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Tuesday, August 25, 2009

Book Review: The Beckham Experiment

            Consider yourself a sports fan?  If so, The Beckham Experiment is a must-read.  With inside access to the Los Angeles Galaxy and interviews with Galaxy personnel, including Beckham himself, Sports Illustrated columnist Grant Wahl reveals the truth—scandals, secrets, and all—that now maims David Beckham’s famed tenure here in America.  Quite simply put, The Beckham Experiment is the most important piece of literature ever written concerning soccer, its struggle, its growth, and its mere presence, in the United States.  Here are my final thoughts on the book…

1.    1. Hollywood > Beckham: Naturally, you would think that the world’s biggest athlete and the world’s biggest sporting scene would mesh well together.  But in terms of on-field production, David Beckham + America = disaster experiment.  And why?  Pop icon status is nothing new for Beckham, but for the first time in his life, Goldenballs was immersed into Hollywood, unlike anything he had ever encountered in England or in Spain.  Ultimately, Beckham was in way over his head and his responsibilities as a celebrity were detrimental to his commitment to the Galaxy.

2.    2. In America, Business > Sport: Although admittedly said from a fan’s perspective, too often for inside parties, American sports become, above all else, a business.  And in the Beckham Experiment, this was its downfall.  Beckham’s people became so preoccupied with promotions, money-making, and status positioning in the Galaxy ranks that in the end, Beckham’s performance on the field received the least attention.  From a business perspective, the Beckham Experiment was an enormous success, but otherwise, not so much.

3.    3. Dear MLS, Stay “American”: Perhaps the biggest winner in The Beckham Experiment is the MLS itself, as the league has enjoyed huge increases in income and popularity since Beckham’s arrival.  Now, MLS has its issues—turf fields, which Beckham himself complained about, awful travel accommodations, a lack of funds—but it is growing and improving.  Beckham’s people, notably former Galaxy coach Ruud Gullit, approached MLS with their “European expertise” expecting the league to kiss their feet.  Two years later, MLS has learned better.  In order to succeed, the league must not succumb to all foreign ways, but retain a bit of Americana, and in doing so building an identity and establishing itself as bigger than the “Beckhams” it houses.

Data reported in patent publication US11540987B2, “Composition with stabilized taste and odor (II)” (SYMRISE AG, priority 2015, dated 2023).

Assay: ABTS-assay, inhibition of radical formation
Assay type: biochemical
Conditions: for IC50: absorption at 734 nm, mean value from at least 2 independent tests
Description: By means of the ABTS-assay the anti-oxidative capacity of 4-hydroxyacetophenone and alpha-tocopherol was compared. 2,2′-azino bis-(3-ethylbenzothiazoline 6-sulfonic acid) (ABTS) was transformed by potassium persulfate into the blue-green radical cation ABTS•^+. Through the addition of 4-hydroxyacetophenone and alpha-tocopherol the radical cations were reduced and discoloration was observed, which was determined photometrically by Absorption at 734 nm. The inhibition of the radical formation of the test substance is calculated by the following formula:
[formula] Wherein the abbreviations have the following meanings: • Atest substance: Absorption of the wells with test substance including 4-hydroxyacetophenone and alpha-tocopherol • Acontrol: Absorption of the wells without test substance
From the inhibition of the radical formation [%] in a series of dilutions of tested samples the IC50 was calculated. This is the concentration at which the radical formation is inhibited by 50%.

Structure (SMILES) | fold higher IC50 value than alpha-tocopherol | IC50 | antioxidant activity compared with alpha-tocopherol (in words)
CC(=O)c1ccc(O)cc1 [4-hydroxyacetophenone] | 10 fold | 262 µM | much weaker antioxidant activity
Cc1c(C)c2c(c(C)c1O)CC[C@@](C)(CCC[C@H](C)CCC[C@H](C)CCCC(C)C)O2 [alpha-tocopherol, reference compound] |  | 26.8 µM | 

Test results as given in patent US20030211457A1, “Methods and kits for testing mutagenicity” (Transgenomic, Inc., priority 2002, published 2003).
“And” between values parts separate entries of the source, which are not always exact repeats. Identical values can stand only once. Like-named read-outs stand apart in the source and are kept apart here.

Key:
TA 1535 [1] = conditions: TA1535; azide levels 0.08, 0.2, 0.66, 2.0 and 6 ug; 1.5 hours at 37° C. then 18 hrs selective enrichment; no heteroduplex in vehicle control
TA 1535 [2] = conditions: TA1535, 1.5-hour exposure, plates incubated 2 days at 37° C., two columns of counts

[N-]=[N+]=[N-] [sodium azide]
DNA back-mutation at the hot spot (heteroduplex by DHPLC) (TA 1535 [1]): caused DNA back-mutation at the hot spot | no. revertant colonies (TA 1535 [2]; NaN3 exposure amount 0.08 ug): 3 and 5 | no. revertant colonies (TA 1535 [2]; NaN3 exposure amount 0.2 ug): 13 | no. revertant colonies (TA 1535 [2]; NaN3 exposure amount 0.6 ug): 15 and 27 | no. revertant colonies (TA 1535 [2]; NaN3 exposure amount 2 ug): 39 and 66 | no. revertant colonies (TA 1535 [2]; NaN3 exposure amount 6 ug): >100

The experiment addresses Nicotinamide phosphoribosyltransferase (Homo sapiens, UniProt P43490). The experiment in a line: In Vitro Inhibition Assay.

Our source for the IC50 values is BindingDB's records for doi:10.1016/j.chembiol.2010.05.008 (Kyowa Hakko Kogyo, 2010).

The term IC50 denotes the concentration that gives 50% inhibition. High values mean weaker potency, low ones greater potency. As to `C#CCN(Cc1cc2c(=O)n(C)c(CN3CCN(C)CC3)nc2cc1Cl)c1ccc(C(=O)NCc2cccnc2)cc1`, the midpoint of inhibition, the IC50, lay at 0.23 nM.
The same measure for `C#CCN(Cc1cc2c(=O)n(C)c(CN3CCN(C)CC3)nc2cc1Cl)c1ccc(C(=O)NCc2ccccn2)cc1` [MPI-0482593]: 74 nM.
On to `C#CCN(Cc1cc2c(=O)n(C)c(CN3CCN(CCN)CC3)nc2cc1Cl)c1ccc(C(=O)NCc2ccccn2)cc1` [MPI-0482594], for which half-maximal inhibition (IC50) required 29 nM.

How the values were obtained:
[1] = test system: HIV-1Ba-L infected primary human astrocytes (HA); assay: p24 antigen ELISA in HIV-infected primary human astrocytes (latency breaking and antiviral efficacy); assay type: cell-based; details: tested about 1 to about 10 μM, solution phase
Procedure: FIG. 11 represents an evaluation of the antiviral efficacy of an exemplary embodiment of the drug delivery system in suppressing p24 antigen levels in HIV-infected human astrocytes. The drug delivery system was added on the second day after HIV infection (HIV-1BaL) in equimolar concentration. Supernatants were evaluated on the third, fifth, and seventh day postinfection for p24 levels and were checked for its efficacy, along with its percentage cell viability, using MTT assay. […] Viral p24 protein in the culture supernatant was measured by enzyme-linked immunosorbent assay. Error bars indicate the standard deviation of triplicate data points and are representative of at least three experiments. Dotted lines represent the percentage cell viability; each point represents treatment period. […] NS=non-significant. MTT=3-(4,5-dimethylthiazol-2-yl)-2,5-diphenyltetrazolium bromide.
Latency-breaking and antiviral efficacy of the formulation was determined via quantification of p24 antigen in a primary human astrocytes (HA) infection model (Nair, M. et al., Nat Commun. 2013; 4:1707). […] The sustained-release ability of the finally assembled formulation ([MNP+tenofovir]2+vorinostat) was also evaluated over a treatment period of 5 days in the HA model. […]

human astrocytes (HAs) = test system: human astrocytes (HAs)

4.    4. Maturity is Landon Donovan: Donovan was another big winner in The Beckham Experiment.  The LA Galaxy forward went through a lot during the first two years of Beckham’s tumultuous MLS tenure: giving up the club captaincy at the request of Beckham’s advisors, performing in Beckham’s shadow despite being the league’s best player and receiving an inferior salary, etc.  Eventually, though, Donovan worked up the courage to call Beckham out as a bad teammate and he has now regained the armband for Los Angeles.  All in all, Landon Donovan has emerged from the Beckham Experiment as a more mature individual and a more professional athlete.

5. Alan Gordon is the Man: Although uninvolved in the tension amongst the Galaxy locker room and front office, The Beckham Experiment sheds light on one of Los Angeles’s lower-profile stars in Alan Gordon.  Gordon emerges in Grant Wahl’s book as the protagonist in an underdog story.  The occupant of an apartment shared with two fellow Galaxy roommates, Gordon earns a terribly low salary and coaches a girl’s youth soccer team on the side to make enough money to get by.  Hampered by drugs and alcohol in his past, Gordon, despite being slow of foot and a showcase of ordinary skills, has worked his best to not only remain contracted with the Galaxy, but to have also earned a pay raise last year.  Congrats to him.

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